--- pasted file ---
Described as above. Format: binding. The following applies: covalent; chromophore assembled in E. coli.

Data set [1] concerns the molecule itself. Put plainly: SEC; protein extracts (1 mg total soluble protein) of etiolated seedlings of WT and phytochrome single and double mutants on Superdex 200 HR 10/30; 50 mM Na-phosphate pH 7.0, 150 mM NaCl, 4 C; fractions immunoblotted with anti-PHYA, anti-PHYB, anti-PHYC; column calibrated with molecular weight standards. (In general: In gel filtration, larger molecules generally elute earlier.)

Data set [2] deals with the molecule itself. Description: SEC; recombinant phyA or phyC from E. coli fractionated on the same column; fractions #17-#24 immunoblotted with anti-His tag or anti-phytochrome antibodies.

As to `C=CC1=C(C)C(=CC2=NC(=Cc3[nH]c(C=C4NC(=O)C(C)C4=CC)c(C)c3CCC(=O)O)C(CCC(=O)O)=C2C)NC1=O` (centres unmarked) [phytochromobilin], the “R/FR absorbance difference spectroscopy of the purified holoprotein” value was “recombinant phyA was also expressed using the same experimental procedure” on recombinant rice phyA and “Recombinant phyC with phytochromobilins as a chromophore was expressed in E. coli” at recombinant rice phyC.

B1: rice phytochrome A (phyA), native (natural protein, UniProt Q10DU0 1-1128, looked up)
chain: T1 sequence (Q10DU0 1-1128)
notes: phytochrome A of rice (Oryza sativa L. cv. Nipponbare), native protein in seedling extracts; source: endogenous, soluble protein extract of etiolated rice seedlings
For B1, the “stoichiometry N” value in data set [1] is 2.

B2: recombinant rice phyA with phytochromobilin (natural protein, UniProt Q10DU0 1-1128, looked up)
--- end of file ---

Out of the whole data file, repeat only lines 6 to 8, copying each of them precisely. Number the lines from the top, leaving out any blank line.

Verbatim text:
chain: T1 sequence (Q10DU0 1-1128)
notes: phytochrome A of rice (Oryza sativa L. cv. Nipponbare), native protein in seedling extracts; source: endogenous, soluble protein extract of etiolated rice seedlings
For B1, the “stoichiometry N” value in data set [1] is 2.